FREQUENTLY ASKED QUESTIONS (FAQ)
What is expected of coaches, including the time commitment?
- Attend pre-program Coaches' Orientation (1.5 hrs)
- Coordinating, cooperating with a co-coach
- Attend Opening Ceremony and lead table discussions/introductions of assigned peer groups (2 hrs)
- Attend small peer group meetings once per month (in coordination with co-coach) and lead group through activities and discussions. We will ask coaches to submit dates of meetings so we can include them on mentees' activities reports. (20 hrs)
- Review research roadmap, specific aims, and final proposals (10-20 hrs)
- Attend one mid-program progress meeting with other coaches (1.5 hrs)
- Participate in Mock Review & Closing Ceremony event (2 hrs)
- Contact Office of Research staff to identify unmet needs of the group
- Communicate with mentees' Chairs regarding progress as desired/requested
Optional: but highly encouraged:
- Attend widely acclaimed one-day workshop, "Write Winning Grant Proposals," presented by Grant Writers' Seminars
- Attend mentees’ departmental Chalk Talks
- Budgets and Biostatistics Workshops (March/April TBD)
- Large Group Event - To Be Announced (May TBD)
Total estimated time commitment is approximately 50-60 hours (excluding optional components).
Why work in small groups?
Small group peer mentoring fosters camaraderie, support, and cooperation. Several articles have described the success of peer mentoring in medical schools (e.g., Johnson KS, Hastings SN, Purser JL, Whitson, HE. 2011. The Junior Faculty Laboratory: An innovative model of peer mentoring; Academic Medicine, Vol. 86, No. 12).
An additional benefit is stimulation of interdisciplinary and translational research. We will assign 4-8 faculty members who share some scientific commonality with the coaches (e.g., clinical research, chronic health conditions), but who come from different departments and represent different scientific perspectives, disciplines, or methodologies.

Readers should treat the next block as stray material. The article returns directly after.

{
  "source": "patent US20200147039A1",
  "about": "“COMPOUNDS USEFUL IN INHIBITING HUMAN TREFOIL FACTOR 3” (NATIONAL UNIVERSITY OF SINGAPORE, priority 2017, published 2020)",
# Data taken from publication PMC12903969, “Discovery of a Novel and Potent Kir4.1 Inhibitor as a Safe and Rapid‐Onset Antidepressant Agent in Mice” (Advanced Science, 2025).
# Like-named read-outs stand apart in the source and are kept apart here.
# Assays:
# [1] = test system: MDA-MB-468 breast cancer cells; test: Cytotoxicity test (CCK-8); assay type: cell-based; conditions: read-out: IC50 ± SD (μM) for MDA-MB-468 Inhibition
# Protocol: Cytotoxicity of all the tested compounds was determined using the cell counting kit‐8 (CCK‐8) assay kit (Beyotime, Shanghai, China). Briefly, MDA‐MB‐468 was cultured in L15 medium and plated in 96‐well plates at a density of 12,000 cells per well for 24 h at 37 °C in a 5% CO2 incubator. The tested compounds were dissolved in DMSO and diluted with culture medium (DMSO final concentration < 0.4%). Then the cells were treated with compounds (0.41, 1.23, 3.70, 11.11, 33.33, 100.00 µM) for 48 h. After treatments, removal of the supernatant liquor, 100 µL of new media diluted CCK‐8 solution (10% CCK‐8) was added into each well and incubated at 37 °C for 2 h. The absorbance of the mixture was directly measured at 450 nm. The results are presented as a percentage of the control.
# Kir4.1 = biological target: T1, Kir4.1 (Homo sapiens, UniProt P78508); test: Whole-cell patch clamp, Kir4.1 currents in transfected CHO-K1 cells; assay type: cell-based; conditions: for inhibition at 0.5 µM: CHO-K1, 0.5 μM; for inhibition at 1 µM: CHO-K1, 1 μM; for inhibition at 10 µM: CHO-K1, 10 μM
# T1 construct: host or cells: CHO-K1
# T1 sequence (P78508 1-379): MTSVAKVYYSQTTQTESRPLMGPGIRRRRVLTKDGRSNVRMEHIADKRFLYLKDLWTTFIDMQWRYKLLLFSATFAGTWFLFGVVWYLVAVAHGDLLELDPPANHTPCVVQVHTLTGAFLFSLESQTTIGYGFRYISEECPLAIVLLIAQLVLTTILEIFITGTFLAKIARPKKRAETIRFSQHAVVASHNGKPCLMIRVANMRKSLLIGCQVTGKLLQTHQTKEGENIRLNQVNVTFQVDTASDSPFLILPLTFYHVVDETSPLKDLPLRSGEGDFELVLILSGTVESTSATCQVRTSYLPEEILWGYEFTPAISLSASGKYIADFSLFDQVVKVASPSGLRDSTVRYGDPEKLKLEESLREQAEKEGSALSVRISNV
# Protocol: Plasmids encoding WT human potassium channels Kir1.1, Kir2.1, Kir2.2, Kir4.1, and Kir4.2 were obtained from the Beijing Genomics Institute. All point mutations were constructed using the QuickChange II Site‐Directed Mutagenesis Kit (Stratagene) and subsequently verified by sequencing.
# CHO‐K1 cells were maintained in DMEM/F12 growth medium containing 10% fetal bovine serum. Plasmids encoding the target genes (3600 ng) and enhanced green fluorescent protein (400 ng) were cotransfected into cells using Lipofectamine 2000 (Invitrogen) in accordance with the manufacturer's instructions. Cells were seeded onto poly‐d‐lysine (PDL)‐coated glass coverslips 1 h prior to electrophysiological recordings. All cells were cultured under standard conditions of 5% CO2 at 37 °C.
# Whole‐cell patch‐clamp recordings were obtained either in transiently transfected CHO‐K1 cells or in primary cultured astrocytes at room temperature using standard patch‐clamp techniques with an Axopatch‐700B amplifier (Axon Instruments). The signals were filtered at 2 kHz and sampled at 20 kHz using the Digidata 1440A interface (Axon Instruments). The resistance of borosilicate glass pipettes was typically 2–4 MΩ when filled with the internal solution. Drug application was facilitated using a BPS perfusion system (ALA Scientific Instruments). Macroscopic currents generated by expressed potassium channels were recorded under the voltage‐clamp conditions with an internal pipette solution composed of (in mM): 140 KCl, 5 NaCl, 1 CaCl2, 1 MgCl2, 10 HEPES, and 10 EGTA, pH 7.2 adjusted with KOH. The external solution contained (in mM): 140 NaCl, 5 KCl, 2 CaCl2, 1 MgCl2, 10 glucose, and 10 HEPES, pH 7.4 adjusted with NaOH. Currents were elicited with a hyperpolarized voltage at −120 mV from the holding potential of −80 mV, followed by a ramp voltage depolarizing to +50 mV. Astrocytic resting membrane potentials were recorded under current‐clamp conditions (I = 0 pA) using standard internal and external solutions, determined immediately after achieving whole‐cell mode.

While coaches are only committed to attending one small group meeting per month, the members of the small group may decide to meet more often on their own.
What are the rewards/compensation for serving as a coach?
While the biggest compensation will be the satisfaction of contributing to the success of new investigators, the R01 Boot Camp will provide coaches with a token of our appreciation. Each coach will be compensated $5,000 that will supplement salary, plus $500 for hosting expenses per team.
What have other R01 Boot Camp coaches said about the experience?
"I am finding that interacting with the junior faculty and discussing good grant writing strategies and practices is very rewarding! I also think this mechanism gives us an additional way to meet people and discuss possible collaborations, etc. I am very proud of the Medical School for providing this service to our talented junior faculty - and they seem to really appreciate the help also!" -- Les Satin, Ph.D., Pharmacology
"Learning from each other is fun, and working as a team leads to success." -- Y. Eugene Chen, M.D., Ph.D., Cardiac Surgery
"The R01 Boot Camp is the strongest attempt I have seen of teaching the art of grant writing to the next generation of independently-funded investigators. It sets a new standard for how academic institutions support and accelerate the independent careers of their young investigators." -- David Aronoff, M.D., Internal Medicine
What are some resources available to you as a coach?
We ask that you attend a 1.5-hour Coaches' Orientation, where you will receive a more comprehensive overview of the program and some resources that will help you as coaches. Mentees will be attending the "Write Winning Grant Proposals" workshop presented by Grant Writers' Seminars, and coaches are welcome to attend. All Boot Camp participants will receive a copy of the workbook, The Grant Application Writer’s Workbook (NIH version).